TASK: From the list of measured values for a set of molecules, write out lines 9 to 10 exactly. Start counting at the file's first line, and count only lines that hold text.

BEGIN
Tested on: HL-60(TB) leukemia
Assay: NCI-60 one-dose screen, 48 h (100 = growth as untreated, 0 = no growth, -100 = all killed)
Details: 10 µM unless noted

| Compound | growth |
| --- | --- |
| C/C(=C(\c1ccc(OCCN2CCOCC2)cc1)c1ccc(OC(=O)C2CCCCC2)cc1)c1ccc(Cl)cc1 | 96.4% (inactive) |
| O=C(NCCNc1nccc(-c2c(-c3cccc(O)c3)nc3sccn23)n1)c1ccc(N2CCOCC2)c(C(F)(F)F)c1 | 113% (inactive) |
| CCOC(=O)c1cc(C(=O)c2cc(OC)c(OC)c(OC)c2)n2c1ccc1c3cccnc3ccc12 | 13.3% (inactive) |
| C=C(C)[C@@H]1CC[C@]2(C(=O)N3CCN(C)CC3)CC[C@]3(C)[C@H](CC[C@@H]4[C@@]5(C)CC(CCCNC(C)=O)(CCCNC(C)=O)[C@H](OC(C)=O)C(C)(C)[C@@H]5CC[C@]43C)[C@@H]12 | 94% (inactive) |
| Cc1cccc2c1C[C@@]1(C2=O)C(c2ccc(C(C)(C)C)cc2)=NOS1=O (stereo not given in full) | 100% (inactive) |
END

| C=C(C)[C@@H]1CC[C@]2(C(=O)N3CCN(C)CC3)CC[C@]3(C)[C@H](CC[C@@H]4[C@@]5(C)CC(CCCNC(C)=O)(CCCNC(C)=O)[C@H](OC(C)=O)C(C)(C)[C@@H]5CC[C@]43C)[C@@H]12 | 94% (inactive) |
| Cc1cccc2c1C[C@@]1(C2=O)C(c2ccc(C(C)(C)C)cc2)=NOS1=O (stereo not given in full) | 100% (inactive) |